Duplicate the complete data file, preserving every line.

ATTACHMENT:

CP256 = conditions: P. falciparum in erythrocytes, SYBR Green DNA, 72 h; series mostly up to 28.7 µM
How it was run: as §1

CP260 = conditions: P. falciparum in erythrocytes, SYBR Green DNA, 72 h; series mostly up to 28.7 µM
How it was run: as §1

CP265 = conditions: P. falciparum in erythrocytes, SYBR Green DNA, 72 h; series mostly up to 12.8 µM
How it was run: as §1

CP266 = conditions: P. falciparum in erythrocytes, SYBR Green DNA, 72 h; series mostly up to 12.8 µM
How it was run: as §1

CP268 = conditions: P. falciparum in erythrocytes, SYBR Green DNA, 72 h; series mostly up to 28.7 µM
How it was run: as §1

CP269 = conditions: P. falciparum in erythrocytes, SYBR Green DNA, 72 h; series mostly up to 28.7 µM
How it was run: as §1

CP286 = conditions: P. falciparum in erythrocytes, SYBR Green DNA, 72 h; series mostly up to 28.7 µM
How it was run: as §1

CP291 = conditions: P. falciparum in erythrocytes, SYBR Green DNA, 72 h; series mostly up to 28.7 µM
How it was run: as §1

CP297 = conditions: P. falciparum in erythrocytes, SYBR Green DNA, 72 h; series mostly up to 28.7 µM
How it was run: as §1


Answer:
CP256 = conditions: P. falciparum in erythrocytes, SYBR Green DNA, 72 h; series mostly up to 28.7 µM
How it was run: as §1

CP260 = conditions: P. falciparum in erythrocytes, SYBR Green DNA, 72 h; series mostly up to 28.7 µM
How it was run: as §1

CP265 = conditions: P. falciparum in erythrocytes, SYBR Green DNA, 72 h; series mostly up to 12.8 µM
How it was run: as §1

CP266 = conditions: P. falciparum in erythrocytes, SYBR Green DNA, 72 h; series mostly up to 12.8 µM
How it was run: as §1

CP268 = conditions: P. falciparum in erythrocytes, SYBR Green DNA, 72 h; series mostly up to 28.7 µM
How it was run: as §1

CP269 = conditions: P. falciparum in erythrocytes, SYBR Green DNA, 72 h; series mostly up to 28.7 µM
How it was run: as §1

CP286 = conditions: P. falciparum in erythrocytes, SYBR Green DNA, 72 h; series mostly up to 28.7 µM
How it was run: as §1

CP291 = conditions: P. falciparum in erythrocytes, SYBR Green DNA, 72 h; series mostly up to 28.7 µM
How it was run: as §1

CP297 = conditions: P. falciparum in erythrocytes, SYBR Green DNA, 72 h; series mostly up to 28.7 µM
How it was run: as §1